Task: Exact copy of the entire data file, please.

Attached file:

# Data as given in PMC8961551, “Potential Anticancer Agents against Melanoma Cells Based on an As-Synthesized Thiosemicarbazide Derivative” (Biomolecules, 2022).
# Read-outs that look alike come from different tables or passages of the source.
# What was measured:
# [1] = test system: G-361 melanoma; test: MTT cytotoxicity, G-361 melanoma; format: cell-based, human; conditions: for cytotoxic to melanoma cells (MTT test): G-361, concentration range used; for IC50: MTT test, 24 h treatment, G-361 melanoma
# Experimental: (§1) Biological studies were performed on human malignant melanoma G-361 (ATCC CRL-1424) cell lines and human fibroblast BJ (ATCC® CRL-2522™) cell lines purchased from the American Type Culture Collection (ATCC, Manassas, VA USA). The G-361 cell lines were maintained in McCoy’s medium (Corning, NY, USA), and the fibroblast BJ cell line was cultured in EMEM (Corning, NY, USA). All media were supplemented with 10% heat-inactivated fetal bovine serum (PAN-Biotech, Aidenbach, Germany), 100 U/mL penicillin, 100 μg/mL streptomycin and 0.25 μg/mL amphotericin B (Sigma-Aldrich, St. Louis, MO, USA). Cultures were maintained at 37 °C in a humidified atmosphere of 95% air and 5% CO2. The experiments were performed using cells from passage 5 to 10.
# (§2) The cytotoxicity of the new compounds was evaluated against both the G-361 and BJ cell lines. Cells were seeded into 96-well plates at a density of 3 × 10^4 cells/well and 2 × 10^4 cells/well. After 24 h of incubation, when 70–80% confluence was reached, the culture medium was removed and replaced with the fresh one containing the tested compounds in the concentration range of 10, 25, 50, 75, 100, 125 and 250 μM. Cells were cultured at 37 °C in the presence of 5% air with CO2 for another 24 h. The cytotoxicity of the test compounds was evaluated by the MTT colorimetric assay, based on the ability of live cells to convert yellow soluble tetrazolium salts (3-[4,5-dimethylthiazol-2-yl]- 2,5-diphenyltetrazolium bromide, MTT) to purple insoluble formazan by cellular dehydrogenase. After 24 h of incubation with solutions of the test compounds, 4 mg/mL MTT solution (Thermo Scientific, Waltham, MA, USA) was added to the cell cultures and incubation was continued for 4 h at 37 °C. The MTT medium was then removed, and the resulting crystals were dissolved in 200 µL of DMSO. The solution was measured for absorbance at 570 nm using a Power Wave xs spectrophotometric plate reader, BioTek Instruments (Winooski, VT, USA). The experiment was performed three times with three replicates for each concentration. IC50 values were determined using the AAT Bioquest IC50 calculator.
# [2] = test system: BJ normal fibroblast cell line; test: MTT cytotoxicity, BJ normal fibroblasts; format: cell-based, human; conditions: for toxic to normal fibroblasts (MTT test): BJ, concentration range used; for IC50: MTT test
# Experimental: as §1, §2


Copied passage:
# Data as given in PMC8961551, “Potential Anticancer Agents against Melanoma Cells Based on an As-Synthesized Thiosemicarbazide Derivative” (Biomolecules, 2022).
# Read-outs that look alike come from different tables or passages of the source.
# What was measured:
# [1] = test system: G-361 melanoma; test: MTT cytotoxicity, G-361 melanoma; format: cell-based, human; conditions: for cytotoxic to melanoma cells (MTT test): G-361, concentration range used; for IC50: MTT test, 24 h treatment, G-361 melanoma
# Experimental: (§1) Biological studies were performed on human malignant melanoma G-361 (ATCC CRL-1424) cell lines and human fibroblast BJ (ATCC® CRL-2522™) cell lines purchased from the American Type Culture Collection (ATCC, Manassas, VA USA). The G-361 cell lines were maintained in McCoy’s medium (Corning, NY, USA), and the fibroblast BJ cell line was cultured in EMEM (Corning, NY, USA). All media were supplemented with 10% heat-inactivated fetal bovine serum (PAN-Biotech, Aidenbach, Germany), 100 U/mL penicillin, 100 μg/mL streptomycin and 0.25 μg/mL amphotericin B (Sigma-Aldrich, St. Louis, MO, USA). Cultures were maintained at 37 °C in a humidified atmosphere of 95% air and 5% CO2. The experiments were performed using cells from passage 5 to 10.
# (§2) The cytotoxicity of the new compounds was evaluated against both the G-361 and BJ cell lines. Cells were seeded into 96-well plates at a density of 3 × 10^4 cells/well and 2 × 10^4 cells/well. After 24 h of incubation, when 70–80% confluence was reached, the culture medium was removed and replaced with the fresh one containing the tested compounds in the concentration range of 10, 25, 50, 75, 100, 125 and 250 μM. Cells were cultured at 37 °C in the presence of 5% air with CO2 for another 24 h. The cytotoxicity of the test compounds was evaluated by the MTT colorimetric assay, based on the ability of live cells to convert yellow soluble tetrazolium salts (3-[4,5-dimethylthiazol-2-yl]- 2,5-diphenyltetrazolium bromide, MTT) to purple insoluble formazan by cellular dehydrogenase. After 24 h of incubation with solutions of the test compounds, 4 mg/mL MTT solution (Thermo Scientific, Waltham, MA, USA) was added to the cell cultures and incubation was continued for 4 h at 37 °C. The MTT medium was then removed, and the resulting crystals were dissolved in 200 µL of DMSO. The solution was measured for absorbance at 570 nm using a Power Wave xs spectrophotometric plate reader, BioTek Instruments (Winooski, VT, USA). The experiment was performed three times with three replicates for each concentration. IC50 values were determined using the AAT Bioquest IC50 calculator.
# [2] = test system: BJ normal fibroblast cell line; test: MTT cytotoxicity, BJ normal fibroblasts; format: cell-based, human; conditions: for toxic to normal fibroblasts (MTT test): BJ, concentration range used; for IC50: MTT test
# Experimental: as §1, §2